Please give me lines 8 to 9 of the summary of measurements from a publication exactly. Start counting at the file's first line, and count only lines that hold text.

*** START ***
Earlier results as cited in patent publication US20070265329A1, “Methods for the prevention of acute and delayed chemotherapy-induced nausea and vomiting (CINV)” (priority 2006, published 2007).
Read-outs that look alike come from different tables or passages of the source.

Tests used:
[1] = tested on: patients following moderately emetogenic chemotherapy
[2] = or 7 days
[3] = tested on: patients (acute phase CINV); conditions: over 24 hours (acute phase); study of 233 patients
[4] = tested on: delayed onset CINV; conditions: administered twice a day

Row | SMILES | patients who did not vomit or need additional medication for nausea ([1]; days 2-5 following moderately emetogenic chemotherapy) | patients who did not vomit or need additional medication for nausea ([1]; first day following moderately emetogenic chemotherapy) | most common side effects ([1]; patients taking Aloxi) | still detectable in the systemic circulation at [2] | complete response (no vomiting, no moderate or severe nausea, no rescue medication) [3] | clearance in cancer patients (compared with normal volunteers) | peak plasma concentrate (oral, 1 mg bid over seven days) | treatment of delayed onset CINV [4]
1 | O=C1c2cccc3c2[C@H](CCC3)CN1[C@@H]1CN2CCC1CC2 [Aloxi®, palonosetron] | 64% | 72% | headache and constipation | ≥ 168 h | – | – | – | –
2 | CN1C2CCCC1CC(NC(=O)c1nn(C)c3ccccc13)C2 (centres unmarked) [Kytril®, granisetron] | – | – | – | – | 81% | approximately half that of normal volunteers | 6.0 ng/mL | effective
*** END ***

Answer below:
Row | SMILES | patients who did not vomit or need additional medication for nausea ([1]; days 2-5 following moderately emetogenic chemotherapy) | patients who did not vomit or need additional medication for nausea ([1]; first day following moderately emetogenic chemotherapy) | most common side effects ([1]; patients taking Aloxi) | still detectable in the systemic circulation at [2] | complete response (no vomiting, no moderate or severe nausea, no rescue medication) [3] | clearance in cancer patients (compared with normal volunteers) | peak plasma concentrate (oral, 1 mg bid over seven days) | treatment of delayed onset CINV [4]
1 | O=C1c2cccc3c2[C@H](CCC3)CN1[C@@H]1CN2CCC1CC2 [Aloxi®, palonosetron] | 64% | 72% | headache and constipation | ≥ 168 h | – | – | – | –